Give your audience more reasons to return to your site, because these types of visitors are the ones who’re most likely to buy from you, since they already know your brand and/or have experienced the value you provide to your community.

You can offer monthly free ebooks (like Hubspot’s free whitepapers), newsletters, comprehensive blog posts (regularly), free tools, free webinars, free extensive lessons (like Codeacademy and Affilorama’s free affiliate marketing lessons) and other downloadable freebies (pdf, videos, plugins, etc…)

By improving on these aspects of content marketing, you can constantly increase and grow the amount of sign-ups to your email list, which will allow you to gather more information on your audience and eventually send targeted messages to them.

Leverage Content to Build Conversations

Communicate with your audience through social networks, since they are more to converse on these channels. You can share not just your content, but also other relevant content (perhaps from your competitors and link prospects) that your audience may find useful.

This can then spark conversations with your followers as well as with your link targets, so take advantage of this. You can also use your social profiles to create user-generated content, as this will definitely strengthen your external community.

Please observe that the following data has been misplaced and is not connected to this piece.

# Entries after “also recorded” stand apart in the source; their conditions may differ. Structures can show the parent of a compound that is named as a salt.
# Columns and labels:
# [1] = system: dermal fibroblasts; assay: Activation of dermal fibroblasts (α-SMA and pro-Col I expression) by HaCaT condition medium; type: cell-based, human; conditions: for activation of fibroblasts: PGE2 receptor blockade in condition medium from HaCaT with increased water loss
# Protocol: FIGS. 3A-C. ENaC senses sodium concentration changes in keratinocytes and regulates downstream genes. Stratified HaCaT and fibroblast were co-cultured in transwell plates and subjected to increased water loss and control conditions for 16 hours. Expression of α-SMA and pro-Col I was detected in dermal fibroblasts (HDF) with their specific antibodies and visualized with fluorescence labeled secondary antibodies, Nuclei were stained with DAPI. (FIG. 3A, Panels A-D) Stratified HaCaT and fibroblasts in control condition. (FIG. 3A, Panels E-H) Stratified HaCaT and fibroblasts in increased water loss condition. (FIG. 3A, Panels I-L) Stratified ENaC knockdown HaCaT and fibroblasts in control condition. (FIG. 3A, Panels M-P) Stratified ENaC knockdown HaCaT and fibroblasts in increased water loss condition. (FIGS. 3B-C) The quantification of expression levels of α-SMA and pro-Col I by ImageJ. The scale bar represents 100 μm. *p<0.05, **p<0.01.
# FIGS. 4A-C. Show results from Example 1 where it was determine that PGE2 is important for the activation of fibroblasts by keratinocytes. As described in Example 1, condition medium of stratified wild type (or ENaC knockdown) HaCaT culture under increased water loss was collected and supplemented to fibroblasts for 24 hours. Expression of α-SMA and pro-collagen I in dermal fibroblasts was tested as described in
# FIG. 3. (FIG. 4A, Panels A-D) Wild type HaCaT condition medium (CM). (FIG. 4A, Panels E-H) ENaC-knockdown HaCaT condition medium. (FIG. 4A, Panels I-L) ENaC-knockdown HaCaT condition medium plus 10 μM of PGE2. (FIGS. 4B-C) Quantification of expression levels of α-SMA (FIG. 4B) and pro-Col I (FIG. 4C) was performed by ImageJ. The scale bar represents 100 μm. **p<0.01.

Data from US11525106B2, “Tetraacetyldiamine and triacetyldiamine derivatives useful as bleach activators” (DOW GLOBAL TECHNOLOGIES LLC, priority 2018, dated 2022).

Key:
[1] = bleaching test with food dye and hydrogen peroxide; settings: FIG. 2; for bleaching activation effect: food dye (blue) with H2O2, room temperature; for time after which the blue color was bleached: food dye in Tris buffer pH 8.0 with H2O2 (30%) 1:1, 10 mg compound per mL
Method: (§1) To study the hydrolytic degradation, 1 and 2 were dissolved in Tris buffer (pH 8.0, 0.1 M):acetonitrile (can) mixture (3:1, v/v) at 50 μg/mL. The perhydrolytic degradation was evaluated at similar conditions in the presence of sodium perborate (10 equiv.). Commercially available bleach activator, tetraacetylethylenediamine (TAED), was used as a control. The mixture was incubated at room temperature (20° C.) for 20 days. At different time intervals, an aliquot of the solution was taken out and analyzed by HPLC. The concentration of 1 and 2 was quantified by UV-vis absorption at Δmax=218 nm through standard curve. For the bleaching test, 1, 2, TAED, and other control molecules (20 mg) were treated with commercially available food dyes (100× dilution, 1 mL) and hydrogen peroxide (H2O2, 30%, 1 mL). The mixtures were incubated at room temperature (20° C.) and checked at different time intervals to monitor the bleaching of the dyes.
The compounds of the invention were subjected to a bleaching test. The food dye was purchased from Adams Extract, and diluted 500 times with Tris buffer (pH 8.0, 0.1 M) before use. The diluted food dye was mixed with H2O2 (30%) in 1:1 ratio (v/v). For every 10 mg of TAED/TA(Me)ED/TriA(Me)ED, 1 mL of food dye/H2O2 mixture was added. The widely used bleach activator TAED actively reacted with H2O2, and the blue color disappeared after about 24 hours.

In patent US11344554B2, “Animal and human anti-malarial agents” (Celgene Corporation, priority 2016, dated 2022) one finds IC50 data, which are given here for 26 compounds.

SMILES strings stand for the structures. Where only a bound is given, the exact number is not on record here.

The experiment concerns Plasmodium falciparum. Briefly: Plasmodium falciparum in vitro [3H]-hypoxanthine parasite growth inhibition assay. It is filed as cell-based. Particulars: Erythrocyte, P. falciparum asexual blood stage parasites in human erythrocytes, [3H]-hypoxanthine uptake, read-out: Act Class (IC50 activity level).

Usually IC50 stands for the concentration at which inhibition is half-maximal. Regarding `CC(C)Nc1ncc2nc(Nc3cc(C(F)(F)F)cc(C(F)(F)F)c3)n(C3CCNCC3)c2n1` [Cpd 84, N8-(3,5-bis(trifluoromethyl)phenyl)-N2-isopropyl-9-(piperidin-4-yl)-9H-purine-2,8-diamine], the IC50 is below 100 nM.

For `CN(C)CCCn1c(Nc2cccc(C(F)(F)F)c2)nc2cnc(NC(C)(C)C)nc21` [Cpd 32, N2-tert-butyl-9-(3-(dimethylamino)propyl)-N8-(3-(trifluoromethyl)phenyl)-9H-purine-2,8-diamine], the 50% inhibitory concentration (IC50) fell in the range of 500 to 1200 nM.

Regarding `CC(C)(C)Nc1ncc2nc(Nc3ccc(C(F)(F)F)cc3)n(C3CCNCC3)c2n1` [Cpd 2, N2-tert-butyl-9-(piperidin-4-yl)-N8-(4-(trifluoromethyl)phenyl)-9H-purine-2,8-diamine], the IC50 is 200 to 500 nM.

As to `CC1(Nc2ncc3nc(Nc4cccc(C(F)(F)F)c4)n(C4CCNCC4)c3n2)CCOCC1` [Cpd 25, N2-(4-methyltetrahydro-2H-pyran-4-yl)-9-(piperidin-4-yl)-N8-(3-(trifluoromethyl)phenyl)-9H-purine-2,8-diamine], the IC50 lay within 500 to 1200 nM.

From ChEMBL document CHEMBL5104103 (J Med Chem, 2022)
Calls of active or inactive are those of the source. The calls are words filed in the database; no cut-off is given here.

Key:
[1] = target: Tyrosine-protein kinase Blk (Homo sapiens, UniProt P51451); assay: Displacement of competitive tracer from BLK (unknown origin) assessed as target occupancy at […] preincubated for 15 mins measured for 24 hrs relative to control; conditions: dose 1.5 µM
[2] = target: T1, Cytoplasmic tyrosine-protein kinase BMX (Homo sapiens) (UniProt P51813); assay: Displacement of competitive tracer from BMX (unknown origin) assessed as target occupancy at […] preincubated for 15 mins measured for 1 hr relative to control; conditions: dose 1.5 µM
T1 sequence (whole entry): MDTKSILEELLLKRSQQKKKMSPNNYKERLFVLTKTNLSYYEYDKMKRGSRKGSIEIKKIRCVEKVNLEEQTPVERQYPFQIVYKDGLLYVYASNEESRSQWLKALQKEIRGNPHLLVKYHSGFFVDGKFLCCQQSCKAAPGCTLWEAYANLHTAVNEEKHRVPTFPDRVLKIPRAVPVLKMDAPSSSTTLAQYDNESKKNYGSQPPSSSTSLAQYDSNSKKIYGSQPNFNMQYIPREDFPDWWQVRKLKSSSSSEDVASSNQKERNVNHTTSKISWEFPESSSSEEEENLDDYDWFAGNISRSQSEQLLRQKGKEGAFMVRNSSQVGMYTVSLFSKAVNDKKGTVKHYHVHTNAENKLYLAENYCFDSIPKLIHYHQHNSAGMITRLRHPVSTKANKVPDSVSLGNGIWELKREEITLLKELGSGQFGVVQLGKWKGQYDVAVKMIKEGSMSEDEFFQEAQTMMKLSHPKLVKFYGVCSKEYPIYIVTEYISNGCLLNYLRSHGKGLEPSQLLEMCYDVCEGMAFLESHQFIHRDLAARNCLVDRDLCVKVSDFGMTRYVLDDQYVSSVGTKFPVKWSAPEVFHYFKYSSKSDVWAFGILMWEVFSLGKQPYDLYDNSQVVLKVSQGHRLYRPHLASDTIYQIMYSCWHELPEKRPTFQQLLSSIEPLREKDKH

Building a Community within your site

It’s very important to develop your site’s ability to engage its user, given that usage-data is one of the ranking factors that search engines use these days, and possible new visitors can also use this aspect of the site to assess if it’s worth their time.

You can engage your users in several ways such as building conversations through your blog’s comment sections, inviting guest bloggers to your site’s blog, launching a forum, organizing contests and/or awards. Make use of these content assets to build more brand followers/loyalists and to funnel more possible leads to your business.

Encourage Social Sharing

The more referred visitors you generate to your site through social discovery, is the more you can grow your readership, following and possible leads. Make it easy for your visitors to share your content by making your social buttons very visible on your site’s pages, especially to your site’s share-worthy content (as people will naturally share them if they find it really interesting or useful).

Measure and Optimize for Conversions

Measuring and tracking your campaign’s performance is vital, since understanding your results and the key areas that might need more of your attention can speed up the process of achieving your marketing campaign’s objectives (for instance, increasing highly engaged visitors and improving customer acquisitions).